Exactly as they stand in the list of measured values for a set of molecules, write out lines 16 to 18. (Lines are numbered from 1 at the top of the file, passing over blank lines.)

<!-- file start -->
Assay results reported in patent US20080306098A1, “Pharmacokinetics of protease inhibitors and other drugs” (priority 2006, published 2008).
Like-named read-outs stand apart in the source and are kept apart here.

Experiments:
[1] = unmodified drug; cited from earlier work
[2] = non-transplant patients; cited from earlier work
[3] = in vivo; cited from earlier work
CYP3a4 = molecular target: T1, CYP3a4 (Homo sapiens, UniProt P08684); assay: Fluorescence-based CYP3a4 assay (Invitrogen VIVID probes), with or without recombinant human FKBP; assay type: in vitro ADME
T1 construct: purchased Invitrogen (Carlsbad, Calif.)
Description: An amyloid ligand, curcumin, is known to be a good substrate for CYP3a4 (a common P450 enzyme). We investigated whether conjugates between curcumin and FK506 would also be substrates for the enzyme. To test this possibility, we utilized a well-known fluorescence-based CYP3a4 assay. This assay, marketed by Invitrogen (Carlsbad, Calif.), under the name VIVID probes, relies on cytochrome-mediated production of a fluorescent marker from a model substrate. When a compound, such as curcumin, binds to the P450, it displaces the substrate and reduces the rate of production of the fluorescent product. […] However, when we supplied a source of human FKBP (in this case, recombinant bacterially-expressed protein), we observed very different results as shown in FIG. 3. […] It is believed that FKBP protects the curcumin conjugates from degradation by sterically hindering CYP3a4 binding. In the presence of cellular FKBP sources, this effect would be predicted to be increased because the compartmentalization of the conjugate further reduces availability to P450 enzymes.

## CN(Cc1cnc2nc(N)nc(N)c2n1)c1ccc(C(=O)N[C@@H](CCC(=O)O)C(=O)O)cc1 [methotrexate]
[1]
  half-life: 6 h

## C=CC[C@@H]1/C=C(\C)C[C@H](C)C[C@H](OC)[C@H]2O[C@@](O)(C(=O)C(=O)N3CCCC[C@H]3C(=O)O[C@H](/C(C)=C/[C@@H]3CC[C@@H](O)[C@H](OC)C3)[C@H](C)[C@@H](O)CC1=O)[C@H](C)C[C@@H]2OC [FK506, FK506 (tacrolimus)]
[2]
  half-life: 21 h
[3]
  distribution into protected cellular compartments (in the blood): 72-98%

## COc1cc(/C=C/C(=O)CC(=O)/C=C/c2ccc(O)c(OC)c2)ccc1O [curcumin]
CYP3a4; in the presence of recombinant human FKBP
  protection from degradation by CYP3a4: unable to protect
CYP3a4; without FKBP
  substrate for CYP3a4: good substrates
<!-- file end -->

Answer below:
[3]
  distribution into protected cellular compartments (in the blood): 72-98%

## COc1cc(/C=C/C(=O)CC(=O)/C=C/c2ccc(O)c(OC)c2)ccc1O [curcumin]